The Richmond Register

February 7, 2013

Tax time can be scam time

Better Business Bureau warning

By Ronica Shannon
Senior News Writer

RICHMOND — Tax season most often is viewed as an opportunity for taxpayers to get something back, but the Better Business Bureau is warning consumers about people who are wanting to take refunds for themselves.

“Don’t fall victim to tax scams,” said Heather Clary, spokesperson for the Lexington-based BBB. “If it sounds too good to be true, it probably is.”

The BBB has taken a look at some of the most common tax scams that surface during this time of year.

“Phishing” is one common method scammers use to gain important personal information.

“Phishing includes emails or websites that trick victims into providing personal information,” Clary said. “If you get an email ‘from the IRS’ asking for your personal information, delete it!”

The scenario goes like this: A taxpayer receives a phone call from an individual claiming to be from the IRS. The “IRS representative” tells the taxpayer that a mistake was made on their taxes and that the IRS owes them $2,000.

“There’s a catch,” Clary said. “In order to receive the money, the consumer must provide bank account information. The IRS is not making these calls and would never request banking information over the phone to make a direct deposit.”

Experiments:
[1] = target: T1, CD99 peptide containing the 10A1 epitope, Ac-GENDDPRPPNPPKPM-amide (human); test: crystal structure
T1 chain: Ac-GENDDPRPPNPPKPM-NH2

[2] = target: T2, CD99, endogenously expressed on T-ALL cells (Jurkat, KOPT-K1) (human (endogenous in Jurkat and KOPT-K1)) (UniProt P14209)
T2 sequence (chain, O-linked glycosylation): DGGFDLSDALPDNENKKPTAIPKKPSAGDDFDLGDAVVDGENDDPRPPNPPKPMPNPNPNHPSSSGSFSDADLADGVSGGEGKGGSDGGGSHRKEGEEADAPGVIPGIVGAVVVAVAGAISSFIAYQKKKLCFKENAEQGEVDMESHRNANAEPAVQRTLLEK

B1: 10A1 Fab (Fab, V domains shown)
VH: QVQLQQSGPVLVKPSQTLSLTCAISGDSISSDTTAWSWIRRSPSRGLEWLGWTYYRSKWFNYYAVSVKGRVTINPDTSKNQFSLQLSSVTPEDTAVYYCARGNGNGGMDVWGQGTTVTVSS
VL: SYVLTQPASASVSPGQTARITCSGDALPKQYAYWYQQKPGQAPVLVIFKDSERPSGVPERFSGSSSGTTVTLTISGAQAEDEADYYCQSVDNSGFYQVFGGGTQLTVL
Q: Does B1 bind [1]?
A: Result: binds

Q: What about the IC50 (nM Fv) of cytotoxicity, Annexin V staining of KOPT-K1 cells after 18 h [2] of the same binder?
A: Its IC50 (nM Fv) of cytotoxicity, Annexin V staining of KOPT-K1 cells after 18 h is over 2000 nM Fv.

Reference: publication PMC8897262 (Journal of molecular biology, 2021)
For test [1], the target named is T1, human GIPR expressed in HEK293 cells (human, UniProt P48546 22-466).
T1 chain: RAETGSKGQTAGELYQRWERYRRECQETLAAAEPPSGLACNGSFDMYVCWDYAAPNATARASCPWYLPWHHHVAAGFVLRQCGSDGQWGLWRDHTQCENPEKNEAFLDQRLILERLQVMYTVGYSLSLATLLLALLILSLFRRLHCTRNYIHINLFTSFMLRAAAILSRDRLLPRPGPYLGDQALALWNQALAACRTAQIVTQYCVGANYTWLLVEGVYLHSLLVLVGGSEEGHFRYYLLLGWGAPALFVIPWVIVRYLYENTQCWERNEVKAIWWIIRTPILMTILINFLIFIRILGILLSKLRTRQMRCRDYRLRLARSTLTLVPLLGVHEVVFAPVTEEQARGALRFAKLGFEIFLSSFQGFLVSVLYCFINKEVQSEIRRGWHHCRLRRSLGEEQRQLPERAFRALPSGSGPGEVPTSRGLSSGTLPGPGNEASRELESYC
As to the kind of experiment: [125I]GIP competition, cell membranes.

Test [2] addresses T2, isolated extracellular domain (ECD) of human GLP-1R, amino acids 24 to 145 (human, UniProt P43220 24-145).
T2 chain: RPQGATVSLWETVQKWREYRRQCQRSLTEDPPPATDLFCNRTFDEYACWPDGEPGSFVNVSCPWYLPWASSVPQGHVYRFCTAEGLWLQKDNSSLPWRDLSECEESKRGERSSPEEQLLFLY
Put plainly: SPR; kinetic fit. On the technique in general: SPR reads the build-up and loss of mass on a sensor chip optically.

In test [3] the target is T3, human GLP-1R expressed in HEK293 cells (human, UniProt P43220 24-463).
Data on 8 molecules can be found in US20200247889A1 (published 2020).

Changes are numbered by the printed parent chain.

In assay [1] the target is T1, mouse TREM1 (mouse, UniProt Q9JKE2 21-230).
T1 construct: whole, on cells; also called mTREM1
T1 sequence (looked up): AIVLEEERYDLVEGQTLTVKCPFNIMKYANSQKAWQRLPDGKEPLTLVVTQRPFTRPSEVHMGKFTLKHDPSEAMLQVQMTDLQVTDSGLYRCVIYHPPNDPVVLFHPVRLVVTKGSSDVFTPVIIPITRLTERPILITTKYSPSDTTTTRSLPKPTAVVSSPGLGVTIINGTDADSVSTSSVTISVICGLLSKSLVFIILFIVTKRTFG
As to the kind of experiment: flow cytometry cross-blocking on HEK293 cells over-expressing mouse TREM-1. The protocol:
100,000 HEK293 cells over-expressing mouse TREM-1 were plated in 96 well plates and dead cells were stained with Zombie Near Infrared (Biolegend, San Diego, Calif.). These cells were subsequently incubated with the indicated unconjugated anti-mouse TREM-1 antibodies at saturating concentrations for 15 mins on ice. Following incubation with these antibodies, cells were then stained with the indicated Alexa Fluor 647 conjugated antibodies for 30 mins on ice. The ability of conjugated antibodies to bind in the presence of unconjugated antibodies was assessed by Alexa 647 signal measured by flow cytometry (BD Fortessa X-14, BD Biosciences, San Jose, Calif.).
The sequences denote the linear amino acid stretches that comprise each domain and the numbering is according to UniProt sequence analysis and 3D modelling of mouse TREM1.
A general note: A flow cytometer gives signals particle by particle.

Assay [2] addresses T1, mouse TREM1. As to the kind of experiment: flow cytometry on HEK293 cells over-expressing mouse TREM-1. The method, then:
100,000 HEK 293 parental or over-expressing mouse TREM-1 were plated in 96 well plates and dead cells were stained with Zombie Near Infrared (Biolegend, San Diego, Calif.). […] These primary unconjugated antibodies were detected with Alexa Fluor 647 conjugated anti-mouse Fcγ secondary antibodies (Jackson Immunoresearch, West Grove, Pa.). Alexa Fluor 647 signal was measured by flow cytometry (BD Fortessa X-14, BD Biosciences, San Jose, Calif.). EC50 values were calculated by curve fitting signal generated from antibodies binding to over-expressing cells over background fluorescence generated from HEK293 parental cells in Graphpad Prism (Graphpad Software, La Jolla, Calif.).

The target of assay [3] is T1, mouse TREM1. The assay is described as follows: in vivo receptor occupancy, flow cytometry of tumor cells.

If a taxpayer is expecting a large tax return and it doesn’t show up, they should beware, she said.

“The taxpayer calls the IRS who tells her they already paid out,” she explains. “Someone has used her Social Security number to grab the refund. In this case, the victim thinks her number was stolen by someone offering her a bogus job. In another variation, the IRS warns, your Social Security number is stolen and used by the scammer in a job and you get their tax bill.”

The IRS should immediately be contacted if a tax return does not come to the person expecting it, Clary said.

Beware of some online tax preparation websites

Users of the tax software TurboTax may get an email that appears to come from the software company, asking them to download updates, to comply with IRS requirements, Clary said.

The link takes them to a bogus site where they’re asked to download the updates, she said. But the download is a virus that wrecks computer security. Alternatively, the phony site asks for personal information, which is a phishing scam. TurboTax never solicits personal information by email and you can check for any required updates from within the program.

Around tax time, thousands of emails, faxes and phone calls begin circulating, claiming to be from the IRS, Clary said.

If you believe your personal information has been stolen and used for tax purposes, you should immediately contact the IRS at 800-908-4490.